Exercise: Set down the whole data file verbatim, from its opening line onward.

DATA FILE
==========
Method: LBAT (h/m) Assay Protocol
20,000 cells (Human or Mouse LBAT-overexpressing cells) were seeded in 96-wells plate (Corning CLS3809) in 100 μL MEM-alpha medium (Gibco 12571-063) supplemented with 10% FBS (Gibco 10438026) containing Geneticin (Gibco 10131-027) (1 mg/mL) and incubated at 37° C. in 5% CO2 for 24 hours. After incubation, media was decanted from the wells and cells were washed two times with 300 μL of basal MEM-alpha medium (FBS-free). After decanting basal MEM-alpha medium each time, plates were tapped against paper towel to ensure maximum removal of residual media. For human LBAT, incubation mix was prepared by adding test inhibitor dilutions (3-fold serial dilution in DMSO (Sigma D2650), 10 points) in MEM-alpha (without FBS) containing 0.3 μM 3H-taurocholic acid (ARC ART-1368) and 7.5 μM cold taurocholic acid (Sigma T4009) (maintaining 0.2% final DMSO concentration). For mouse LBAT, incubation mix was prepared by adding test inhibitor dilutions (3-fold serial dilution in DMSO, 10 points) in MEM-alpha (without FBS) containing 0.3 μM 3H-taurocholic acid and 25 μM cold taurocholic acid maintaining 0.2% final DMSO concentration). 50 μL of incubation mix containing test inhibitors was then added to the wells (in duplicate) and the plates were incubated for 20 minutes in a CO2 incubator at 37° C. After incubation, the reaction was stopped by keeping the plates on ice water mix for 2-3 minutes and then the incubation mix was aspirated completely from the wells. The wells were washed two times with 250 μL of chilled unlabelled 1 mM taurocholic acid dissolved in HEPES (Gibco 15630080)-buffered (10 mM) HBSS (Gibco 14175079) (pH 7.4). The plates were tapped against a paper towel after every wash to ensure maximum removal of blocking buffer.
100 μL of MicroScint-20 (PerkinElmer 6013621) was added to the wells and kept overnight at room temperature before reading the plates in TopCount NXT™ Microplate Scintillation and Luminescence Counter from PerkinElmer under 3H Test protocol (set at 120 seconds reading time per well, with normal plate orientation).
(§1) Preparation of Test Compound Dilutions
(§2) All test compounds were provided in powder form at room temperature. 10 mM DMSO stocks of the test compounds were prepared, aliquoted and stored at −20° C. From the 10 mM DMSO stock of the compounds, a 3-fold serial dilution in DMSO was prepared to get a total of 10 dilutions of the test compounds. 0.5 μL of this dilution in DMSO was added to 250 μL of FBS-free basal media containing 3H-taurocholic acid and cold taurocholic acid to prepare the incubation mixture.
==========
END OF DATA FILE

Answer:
Method: LBAT (h/m) Assay Protocol
20,000 cells (Human or Mouse LBAT-overexpressing cells) were seeded in 96-wells plate (Corning CLS3809) in 100 μL MEM-alpha medium (Gibco 12571-063) supplemented with 10% FBS (Gibco 10438026) containing Geneticin (Gibco 10131-027) (1 mg/mL) and incubated at 37° C. in 5% CO2 for 24 hours. After incubation, media was decanted from the wells and cells were washed two times with 300 μL of basal MEM-alpha medium (FBS-free). After decanting basal MEM-alpha medium each time, plates were tapped against paper towel to ensure maximum removal of residual media. For human LBAT, incubation mix was prepared by adding test inhibitor dilutions (3-fold serial dilution in DMSO (Sigma D2650), 10 points) in MEM-alpha (without FBS) containing 0.3 μM 3H-taurocholic acid (ARC ART-1368) and 7.5 μM cold taurocholic acid (Sigma T4009) (maintaining 0.2% final DMSO concentration). For mouse LBAT, incubation mix was prepared by adding test inhibitor dilutions (3-fold serial dilution in DMSO, 10 points) in MEM-alpha (without FBS) containing 0.3 μM 3H-taurocholic acid and 25 μM cold taurocholic acid maintaining 0.2% final DMSO concentration). 50 μL of incubation mix containing test inhibitors was then added to the wells (in duplicate) and the plates were incubated for 20 minutes in a CO2 incubator at 37° C. After incubation, the reaction was stopped by keeping the plates on ice water mix for 2-3 minutes and then the incubation mix was aspirated completely from the wells. The wells were washed two times with 250 μL of chilled unlabelled 1 mM taurocholic acid dissolved in HEPES (Gibco 15630080)-buffered (10 mM) HBSS (Gibco 14175079) (pH 7.4). The plates were tapped against a paper towel after every wash to ensure maximum removal of blocking buffer.
100 μL of MicroScint-20 (PerkinElmer 6013621) was added to the wells and kept overnight at room temperature before reading the plates in TopCount NXT™ Microplate Scintillation and Luminescence Counter from PerkinElmer under 3H Test protocol (set at 120 seconds reading time per well, with normal plate orientation).
(§1) Preparation of Test Compound Dilutions
(§2) All test compounds were provided in powder form at room temperature. 10 mM DMSO stocks of the test compounds were prepared, aliquoted and stored at −20° C. From the 10 mM DMSO stock of the compounds, a 3-fold serial dilution in DMSO was prepared to get a total of 10 dilutions of the test compounds. 0.5 μL of this dilution in DMSO was added to 250 μL of FBS-free basal media containing 3H-taurocholic acid and cold taurocholic acid to prepare the incubation mixture.